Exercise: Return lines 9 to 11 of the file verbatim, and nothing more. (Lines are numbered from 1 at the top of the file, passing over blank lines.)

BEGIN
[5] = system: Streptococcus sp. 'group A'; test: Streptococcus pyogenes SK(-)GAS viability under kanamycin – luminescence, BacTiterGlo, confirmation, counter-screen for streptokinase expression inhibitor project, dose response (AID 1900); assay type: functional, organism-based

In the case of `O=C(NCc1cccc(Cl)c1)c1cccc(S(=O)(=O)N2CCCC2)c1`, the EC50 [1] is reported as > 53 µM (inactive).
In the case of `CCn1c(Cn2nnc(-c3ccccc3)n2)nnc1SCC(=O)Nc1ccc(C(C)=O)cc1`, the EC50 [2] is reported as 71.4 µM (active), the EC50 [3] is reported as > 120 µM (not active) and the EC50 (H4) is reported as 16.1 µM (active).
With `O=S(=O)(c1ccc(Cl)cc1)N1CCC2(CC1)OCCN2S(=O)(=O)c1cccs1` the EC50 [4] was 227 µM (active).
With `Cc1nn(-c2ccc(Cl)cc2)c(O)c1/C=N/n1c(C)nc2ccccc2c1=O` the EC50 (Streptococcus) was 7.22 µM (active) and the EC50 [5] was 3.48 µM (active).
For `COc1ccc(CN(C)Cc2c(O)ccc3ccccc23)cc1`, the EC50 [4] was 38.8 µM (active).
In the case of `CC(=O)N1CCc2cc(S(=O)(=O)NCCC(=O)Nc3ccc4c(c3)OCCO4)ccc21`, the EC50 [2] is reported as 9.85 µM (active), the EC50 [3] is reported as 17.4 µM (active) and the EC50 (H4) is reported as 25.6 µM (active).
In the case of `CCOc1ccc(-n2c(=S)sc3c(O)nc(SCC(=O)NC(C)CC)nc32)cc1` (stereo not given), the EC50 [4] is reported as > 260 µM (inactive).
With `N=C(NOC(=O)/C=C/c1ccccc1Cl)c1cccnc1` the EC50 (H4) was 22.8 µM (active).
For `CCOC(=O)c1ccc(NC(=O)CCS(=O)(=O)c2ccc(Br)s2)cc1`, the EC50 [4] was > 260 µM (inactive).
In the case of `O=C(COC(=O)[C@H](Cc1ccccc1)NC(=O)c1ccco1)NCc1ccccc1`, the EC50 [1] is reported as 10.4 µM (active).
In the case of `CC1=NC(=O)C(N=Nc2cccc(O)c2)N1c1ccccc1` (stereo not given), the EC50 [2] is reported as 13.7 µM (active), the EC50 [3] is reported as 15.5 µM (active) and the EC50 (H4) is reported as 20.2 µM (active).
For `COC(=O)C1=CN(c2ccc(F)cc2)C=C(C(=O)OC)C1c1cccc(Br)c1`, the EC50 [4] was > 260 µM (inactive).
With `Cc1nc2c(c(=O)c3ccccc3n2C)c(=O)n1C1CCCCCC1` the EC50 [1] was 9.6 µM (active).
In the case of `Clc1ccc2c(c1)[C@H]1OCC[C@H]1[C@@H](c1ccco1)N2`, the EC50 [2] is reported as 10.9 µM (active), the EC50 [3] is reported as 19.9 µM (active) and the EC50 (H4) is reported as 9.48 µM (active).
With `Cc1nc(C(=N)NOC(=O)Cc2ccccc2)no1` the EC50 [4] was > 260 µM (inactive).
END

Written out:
With `N=C(NOC(=O)/C=C/c1ccccc1Cl)c1cccnc1` the EC50 (H4) was 22.8 µM (active).
For `CCOC(=O)c1ccc(NC(=O)CCS(=O)(=O)c2ccc(Br)s2)cc1`, the EC50 [4] was > 260 µM (inactive).
In the case of `O=C(COC(=O)[C@H](Cc1ccccc1)NC(=O)c1ccco1)NCc1ccccc1`, the EC50 [1] is reported as 10.4 µM (active).